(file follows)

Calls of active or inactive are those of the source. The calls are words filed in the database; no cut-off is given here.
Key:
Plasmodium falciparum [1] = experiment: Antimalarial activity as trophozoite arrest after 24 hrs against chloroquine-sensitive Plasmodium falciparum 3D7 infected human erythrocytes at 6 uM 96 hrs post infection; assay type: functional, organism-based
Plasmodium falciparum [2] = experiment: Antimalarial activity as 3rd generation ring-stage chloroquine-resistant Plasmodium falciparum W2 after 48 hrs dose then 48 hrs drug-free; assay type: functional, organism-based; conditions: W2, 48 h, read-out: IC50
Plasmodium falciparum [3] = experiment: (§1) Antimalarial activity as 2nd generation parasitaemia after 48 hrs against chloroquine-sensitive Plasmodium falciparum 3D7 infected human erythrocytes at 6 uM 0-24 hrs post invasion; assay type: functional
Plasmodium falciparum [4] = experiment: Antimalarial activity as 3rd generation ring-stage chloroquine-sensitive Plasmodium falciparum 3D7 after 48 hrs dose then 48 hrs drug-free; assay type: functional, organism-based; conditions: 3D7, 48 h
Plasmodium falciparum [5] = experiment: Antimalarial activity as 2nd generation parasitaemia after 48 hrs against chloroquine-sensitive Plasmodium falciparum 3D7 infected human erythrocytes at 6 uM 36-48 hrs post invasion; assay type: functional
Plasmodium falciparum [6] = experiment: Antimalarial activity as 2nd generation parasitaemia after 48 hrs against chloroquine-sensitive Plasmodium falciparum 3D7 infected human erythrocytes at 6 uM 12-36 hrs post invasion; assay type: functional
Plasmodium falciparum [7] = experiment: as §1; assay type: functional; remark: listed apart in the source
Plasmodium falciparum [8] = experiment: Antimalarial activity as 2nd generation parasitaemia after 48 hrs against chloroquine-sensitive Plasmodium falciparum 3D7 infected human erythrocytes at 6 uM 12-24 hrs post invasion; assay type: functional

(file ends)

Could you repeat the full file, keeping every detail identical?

Calls of active or inactive are those of the source. The calls are words filed in the database; no cut-off is given here.
Key:
Plasmodium falciparum [1] = experiment: Antimalarial activity as trophozoite arrest after 24 hrs against chloroquine-sensitive Plasmodium falciparum 3D7 infected human erythrocytes at 6 uM 96 hrs post infection; assay type: functional, organism-based
Plasmodium falciparum [2] = experiment: Antimalarial activity as 3rd generation ring-stage chloroquine-resistant Plasmodium falciparum W2 after 48 hrs dose then 48 hrs drug-free; assay type: functional, organism-based; conditions: W2, 48 h, read-out: IC50
Plasmodium falciparum [3] = experiment: (§1) Antimalarial activity as 2nd generation parasitaemia after 48 hrs against chloroquine-sensitive Plasmodium falciparum 3D7 infected human erythrocytes at 6 uM 0-24 hrs post invasion; assay type: functional
Plasmodium falciparum [4] = experiment: Antimalarial activity as 3rd generation ring-stage chloroquine-sensitive Plasmodium falciparum 3D7 after 48 hrs dose then 48 hrs drug-free; assay type: functional, organism-based; conditions: 3D7, 48 h
Plasmodium falciparum [5] = experiment: Antimalarial activity as 2nd generation parasitaemia after 48 hrs against chloroquine-sensitive Plasmodium falciparum 3D7 infected human erythrocytes at 6 uM 36-48 hrs post invasion; assay type: functional
Plasmodium falciparum [6] = experiment: Antimalarial activity as 2nd generation parasitaemia after 48 hrs against chloroquine-sensitive Plasmodium falciparum 3D7 infected human erythrocytes at 6 uM 12-36 hrs post invasion; assay type: functional
Plasmodium falciparum [7] = experiment: as §1; assay type: functional; remark: listed apart in the source
Plasmodium falciparum [8] = experiment: Antimalarial activity as 2nd generation parasitaemia after 48 hrs against chloroquine-sensitive Plasmodium falciparum 3D7 infected human erythrocytes at 6 uM 12-24 hrs post invasion; assay type: functional